University of Johannesburg Professor Steven Friedman has called for an “urgent conversation” between people with technical expertise who understand planning and transport issues, to debate ways in which the country can begin to integrate its poor people into the country’s economic hubs.
This conversation, he explained at the Southern African Transport Conference (SATC), on Monday, could eventually lead to negotiations through which people could verbally resolve issues and address the barriers to spatial development and transport in South Africa.
In this respect, he said, persons involved in spatial development had a “responsibility to initiate a conversation on how to move to a more viable situation”, while also encouraging negotiations between property owners and other stakeholders on how to make South Africa’s urban areas more inclusive.
This conversation, Friedman added, would also need to focus on how these cities could be made more sustainable in terms of their public transport systems.
Dubbing South Africa’s cities as “poverty traps”, he lamented that there was “no conceivable way in which South Africa can start to make a dent in poverty, as well as ensuring that its transport economics is more rational than it is now”, without discussions and negotiations.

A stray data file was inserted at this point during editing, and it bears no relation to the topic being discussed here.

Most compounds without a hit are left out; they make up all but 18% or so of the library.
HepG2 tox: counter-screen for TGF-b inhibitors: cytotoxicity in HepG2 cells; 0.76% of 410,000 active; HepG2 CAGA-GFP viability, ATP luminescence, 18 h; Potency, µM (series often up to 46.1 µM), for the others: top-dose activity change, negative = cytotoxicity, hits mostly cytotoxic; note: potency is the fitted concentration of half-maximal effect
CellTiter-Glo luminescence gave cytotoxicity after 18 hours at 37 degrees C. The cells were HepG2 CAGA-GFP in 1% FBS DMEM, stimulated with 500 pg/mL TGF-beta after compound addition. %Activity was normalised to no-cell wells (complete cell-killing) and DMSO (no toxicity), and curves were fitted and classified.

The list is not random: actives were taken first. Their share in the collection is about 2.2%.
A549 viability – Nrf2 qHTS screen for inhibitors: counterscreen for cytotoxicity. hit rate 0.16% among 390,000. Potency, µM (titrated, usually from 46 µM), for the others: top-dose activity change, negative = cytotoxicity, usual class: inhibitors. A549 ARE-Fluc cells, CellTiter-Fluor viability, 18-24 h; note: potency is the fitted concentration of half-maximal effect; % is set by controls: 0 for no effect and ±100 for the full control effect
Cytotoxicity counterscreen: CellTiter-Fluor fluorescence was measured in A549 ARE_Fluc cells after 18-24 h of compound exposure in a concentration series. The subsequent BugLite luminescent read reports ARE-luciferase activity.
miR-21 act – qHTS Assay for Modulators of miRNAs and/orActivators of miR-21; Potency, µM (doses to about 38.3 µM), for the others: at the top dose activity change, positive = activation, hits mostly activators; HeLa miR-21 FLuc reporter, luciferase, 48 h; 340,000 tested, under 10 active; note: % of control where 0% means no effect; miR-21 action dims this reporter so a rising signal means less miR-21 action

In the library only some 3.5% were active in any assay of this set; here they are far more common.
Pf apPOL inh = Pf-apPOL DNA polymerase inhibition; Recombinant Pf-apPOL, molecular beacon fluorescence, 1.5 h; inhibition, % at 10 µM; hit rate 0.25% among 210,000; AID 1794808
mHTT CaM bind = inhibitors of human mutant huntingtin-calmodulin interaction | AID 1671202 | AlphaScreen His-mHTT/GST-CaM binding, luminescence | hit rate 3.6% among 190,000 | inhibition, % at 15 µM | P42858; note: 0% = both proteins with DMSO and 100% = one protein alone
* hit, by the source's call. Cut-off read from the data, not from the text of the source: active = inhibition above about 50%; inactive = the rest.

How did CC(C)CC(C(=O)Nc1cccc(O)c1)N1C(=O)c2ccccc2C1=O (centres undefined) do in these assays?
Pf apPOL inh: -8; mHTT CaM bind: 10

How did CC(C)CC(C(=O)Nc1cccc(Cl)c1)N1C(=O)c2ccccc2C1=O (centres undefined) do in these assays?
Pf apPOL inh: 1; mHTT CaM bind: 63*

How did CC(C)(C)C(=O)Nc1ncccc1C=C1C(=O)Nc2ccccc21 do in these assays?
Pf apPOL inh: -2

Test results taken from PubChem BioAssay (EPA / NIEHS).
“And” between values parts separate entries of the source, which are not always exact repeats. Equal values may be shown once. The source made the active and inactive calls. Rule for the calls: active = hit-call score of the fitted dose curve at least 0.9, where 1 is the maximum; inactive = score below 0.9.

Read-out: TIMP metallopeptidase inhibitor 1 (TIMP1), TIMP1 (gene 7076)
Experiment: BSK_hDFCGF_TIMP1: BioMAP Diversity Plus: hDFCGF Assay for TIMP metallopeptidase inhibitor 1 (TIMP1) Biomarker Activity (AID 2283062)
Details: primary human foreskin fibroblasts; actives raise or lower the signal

This was of particular importance, he added, considering that most people who lived in the city would become more reliant on public transport on a daily basis.
However, according to urban planning specialist Michael Kihato, governance and politics were greater hindrances to spatial transformation than a lack of technical capacity.
During a separate presentation at the SATC, Kihato told delegates how, through his experience in the Cities Support Programme (CSP), he had found evidence of shifting practice and acknowledgement of public transport systems as central to the spatial change agenda.
The CSP, which is a programme of the National Treasury, is intended to catalyse spatial transformation within South Africa’s largest urban areas.
However, Kihato lamented that spatial change was still “largely peripheral” to public transport.
Urban areas were further plagued by challenges in terms of city governance and growing service delivery challenges, resulting in growing risks, he said.
He suggested that through Built Environment Performance Plans, which were a requirement of the National Treasury's budgeting process, a targeted and prioritised approach to infrastructure investment, fiscal alignment and integration with other key sectors, could be achieved, as could the harnessing of private sector funding as a consequence of the project preparation involved.